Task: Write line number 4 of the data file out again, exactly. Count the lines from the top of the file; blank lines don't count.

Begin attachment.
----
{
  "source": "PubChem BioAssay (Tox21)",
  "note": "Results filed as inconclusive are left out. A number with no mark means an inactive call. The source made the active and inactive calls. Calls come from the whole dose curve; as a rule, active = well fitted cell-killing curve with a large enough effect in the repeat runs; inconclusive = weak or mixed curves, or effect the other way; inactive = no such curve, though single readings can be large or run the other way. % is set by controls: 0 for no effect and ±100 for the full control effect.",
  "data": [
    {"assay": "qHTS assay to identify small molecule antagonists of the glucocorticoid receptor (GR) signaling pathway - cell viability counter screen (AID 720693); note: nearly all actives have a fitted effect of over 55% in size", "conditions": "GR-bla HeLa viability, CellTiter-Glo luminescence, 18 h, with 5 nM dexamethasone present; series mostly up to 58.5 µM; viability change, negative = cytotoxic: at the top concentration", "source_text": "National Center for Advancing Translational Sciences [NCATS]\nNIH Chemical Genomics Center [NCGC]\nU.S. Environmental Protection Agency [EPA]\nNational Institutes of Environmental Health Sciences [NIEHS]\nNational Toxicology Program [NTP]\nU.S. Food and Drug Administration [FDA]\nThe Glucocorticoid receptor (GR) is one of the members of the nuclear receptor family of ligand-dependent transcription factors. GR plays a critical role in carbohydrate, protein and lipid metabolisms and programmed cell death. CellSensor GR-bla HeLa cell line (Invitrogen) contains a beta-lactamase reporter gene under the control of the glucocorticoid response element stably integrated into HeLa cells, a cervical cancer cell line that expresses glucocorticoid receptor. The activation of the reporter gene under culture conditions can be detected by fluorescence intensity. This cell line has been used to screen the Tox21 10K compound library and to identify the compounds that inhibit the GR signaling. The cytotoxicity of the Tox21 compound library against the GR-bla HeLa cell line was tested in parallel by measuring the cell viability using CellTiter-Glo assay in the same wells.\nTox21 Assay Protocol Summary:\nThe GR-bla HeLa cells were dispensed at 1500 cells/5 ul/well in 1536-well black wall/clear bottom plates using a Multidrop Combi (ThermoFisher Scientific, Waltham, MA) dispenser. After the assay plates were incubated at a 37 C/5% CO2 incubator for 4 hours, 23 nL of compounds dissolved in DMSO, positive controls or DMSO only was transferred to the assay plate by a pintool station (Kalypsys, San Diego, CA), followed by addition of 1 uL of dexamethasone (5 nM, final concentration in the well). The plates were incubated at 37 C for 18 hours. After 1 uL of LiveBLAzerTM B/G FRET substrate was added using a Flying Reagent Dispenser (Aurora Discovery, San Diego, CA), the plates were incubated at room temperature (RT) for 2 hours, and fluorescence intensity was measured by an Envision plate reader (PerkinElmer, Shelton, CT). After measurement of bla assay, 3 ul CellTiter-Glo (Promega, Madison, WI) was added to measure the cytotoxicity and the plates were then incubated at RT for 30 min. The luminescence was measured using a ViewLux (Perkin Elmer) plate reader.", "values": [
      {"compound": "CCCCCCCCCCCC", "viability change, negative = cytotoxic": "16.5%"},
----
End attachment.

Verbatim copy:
  "data": [